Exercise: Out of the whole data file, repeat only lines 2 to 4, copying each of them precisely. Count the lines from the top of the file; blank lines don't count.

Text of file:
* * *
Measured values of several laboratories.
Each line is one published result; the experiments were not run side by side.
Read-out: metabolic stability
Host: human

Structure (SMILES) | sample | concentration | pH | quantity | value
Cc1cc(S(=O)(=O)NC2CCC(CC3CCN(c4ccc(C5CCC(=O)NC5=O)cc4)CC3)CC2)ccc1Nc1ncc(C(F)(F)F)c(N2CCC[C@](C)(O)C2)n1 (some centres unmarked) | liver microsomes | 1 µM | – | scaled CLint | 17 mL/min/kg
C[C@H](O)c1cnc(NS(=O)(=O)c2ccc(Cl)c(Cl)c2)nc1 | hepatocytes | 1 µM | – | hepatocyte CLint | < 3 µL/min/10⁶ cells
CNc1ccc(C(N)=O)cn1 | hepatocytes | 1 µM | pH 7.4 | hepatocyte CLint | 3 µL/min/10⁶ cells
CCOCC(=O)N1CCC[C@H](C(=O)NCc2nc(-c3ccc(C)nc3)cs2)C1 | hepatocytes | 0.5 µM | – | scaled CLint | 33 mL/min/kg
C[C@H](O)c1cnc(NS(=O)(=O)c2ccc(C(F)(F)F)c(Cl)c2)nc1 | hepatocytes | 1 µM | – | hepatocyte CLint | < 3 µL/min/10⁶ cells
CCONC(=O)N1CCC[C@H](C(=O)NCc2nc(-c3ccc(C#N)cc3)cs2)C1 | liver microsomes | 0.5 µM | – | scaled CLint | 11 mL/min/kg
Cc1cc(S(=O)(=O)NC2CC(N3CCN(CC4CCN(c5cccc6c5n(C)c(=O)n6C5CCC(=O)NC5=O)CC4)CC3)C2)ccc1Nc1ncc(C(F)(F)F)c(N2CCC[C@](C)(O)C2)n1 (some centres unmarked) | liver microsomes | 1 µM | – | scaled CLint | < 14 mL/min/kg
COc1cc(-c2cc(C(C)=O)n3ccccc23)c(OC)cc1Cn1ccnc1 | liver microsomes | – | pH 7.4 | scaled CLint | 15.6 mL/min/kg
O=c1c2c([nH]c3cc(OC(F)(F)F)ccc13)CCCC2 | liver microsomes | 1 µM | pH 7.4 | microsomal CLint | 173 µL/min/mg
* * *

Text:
Each line is one published result; the experiments were not run side by side.
Read-out: metabolic stability
Host: human